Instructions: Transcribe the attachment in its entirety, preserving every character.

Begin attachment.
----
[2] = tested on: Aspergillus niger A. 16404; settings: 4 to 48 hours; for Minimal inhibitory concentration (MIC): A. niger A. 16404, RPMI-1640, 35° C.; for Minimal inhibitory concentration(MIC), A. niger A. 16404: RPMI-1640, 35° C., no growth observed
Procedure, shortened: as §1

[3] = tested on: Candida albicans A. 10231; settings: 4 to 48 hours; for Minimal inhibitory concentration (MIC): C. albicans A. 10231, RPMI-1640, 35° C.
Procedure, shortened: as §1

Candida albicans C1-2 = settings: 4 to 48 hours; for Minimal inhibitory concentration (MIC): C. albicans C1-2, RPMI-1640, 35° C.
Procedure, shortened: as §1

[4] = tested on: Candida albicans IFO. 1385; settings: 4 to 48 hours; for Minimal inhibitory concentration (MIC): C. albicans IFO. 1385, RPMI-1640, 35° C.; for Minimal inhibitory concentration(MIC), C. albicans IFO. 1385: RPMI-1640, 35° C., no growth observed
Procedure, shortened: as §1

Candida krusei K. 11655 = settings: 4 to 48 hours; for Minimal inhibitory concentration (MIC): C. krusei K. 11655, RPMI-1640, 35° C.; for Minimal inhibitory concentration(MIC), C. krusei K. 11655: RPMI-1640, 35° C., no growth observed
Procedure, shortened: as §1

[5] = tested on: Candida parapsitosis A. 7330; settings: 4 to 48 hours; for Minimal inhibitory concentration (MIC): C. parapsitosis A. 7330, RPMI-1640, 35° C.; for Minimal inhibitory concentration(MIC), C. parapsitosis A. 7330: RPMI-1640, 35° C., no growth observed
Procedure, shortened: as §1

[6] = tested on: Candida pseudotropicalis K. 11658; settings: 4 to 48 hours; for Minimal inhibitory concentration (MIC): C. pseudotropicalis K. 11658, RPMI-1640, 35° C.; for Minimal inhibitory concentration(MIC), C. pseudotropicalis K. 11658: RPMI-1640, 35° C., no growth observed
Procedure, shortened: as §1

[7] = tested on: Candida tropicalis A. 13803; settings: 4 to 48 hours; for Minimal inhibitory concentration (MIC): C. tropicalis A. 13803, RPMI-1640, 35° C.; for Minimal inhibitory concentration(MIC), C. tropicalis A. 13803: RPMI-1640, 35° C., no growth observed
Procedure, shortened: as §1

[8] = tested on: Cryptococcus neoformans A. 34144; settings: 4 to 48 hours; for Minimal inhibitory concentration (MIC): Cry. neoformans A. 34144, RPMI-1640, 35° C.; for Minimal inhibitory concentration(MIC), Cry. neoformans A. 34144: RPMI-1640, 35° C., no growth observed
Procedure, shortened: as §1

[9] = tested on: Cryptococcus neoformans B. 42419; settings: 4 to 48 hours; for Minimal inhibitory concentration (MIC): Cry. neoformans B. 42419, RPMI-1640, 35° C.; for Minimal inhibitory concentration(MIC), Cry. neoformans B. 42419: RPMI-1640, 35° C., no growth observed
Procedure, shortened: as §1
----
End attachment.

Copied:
[2] = tested on: Aspergillus niger A. 16404; settings: 4 to 48 hours; for Minimal inhibitory concentration (MIC): A. niger A. 16404, RPMI-1640, 35° C.; for Minimal inhibitory concentration(MIC), A. niger A. 16404: RPMI-1640, 35° C., no growth observed
Procedure, shortened: as §1

[3] = tested on: Candida albicans A. 10231; settings: 4 to 48 hours; for Minimal inhibitory concentration (MIC): C. albicans A. 10231, RPMI-1640, 35° C.
Procedure, shortened: as §1

Candida albicans C1-2 = settings: 4 to 48 hours; for Minimal inhibitory concentration (MIC): C. albicans C1-2, RPMI-1640, 35° C.
Procedure, shortened: as §1

[4] = tested on: Candida albicans IFO. 1385; settings: 4 to 48 hours; for Minimal inhibitory concentration (MIC): C. albicans IFO. 1385, RPMI-1640, 35° C.; for Minimal inhibitory concentration(MIC), C. albicans IFO. 1385: RPMI-1640, 35° C., no growth observed
Procedure, shortened: as §1

Candida krusei K. 11655 = settings: 4 to 48 hours; for Minimal inhibitory concentration (MIC): C. krusei K. 11655, RPMI-1640, 35° C.; for Minimal inhibitory concentration(MIC), C. krusei K. 11655: RPMI-1640, 35° C., no growth observed
Procedure, shortened: as §1

[5] = tested on: Candida parapsitosis A. 7330; settings: 4 to 48 hours; for Minimal inhibitory concentration (MIC): C. parapsitosis A. 7330, RPMI-1640, 35° C.; for Minimal inhibitory concentration(MIC), C. parapsitosis A. 7330: RPMI-1640, 35° C., no growth observed
Procedure, shortened: as §1

[6] = tested on: Candida pseudotropicalis K. 11658; settings: 4 to 48 hours; for Minimal inhibitory concentration (MIC): C. pseudotropicalis K. 11658, RPMI-1640, 35° C.; for Minimal inhibitory concentration(MIC), C. pseudotropicalis K. 11658: RPMI-1640, 35° C., no growth observed
Procedure, shortened: as §1

[7] = tested on: Candida tropicalis A. 13803; settings: 4 to 48 hours; for Minimal inhibitory concentration (MIC): C. tropicalis A. 13803, RPMI-1640, 35° C.; for Minimal inhibitory concentration(MIC), C. tropicalis A. 13803: RPMI-1640, 35° C., no growth observed
Procedure, shortened: as §1

[8] = tested on: Cryptococcus neoformans A. 34144; settings: 4 to 48 hours; for Minimal inhibitory concentration (MIC): Cry. neoformans A. 34144, RPMI-1640, 35° C.; for Minimal inhibitory concentration(MIC), Cry. neoformans A. 34144: RPMI-1640, 35° C., no growth observed
Procedure, shortened: as §1

[9] = tested on: Cryptococcus neoformans B. 42419; settings: 4 to 48 hours; for Minimal inhibitory concentration (MIC): Cry. neoformans B. 42419, RPMI-1640, 35° C.; for Minimal inhibitory concentration(MIC), Cry. neoformans B. 42419: RPMI-1640, 35° C., no growth observed
Procedure, shortened: as §1